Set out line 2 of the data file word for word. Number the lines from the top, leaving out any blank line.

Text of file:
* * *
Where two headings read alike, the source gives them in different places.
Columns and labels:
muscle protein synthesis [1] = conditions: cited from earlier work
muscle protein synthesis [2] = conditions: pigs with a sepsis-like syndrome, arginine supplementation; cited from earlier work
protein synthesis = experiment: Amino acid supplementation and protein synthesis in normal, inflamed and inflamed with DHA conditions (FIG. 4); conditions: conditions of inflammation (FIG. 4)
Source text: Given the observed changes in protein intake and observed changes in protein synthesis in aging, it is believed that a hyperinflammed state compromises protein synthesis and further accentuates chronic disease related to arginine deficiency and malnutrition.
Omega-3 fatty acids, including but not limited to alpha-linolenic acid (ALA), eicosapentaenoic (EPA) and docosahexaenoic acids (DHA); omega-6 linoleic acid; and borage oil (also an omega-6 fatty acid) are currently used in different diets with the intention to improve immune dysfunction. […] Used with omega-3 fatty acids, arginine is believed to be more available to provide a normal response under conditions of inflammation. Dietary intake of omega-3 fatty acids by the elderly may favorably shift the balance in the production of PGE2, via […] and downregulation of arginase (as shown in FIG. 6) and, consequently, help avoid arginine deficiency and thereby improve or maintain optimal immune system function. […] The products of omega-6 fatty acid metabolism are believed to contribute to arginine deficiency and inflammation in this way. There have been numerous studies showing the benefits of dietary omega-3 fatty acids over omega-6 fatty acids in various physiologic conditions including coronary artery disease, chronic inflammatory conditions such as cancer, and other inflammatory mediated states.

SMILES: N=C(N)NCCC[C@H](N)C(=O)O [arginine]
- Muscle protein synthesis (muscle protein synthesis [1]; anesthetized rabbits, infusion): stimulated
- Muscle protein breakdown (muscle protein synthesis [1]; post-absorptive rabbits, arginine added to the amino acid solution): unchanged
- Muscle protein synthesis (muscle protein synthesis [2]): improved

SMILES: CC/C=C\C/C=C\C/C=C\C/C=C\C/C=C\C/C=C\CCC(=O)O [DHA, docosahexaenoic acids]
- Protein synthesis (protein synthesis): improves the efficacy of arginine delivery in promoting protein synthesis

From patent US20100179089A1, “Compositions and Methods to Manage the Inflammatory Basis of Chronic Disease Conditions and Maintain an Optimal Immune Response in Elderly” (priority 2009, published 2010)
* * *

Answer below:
Columns and labels: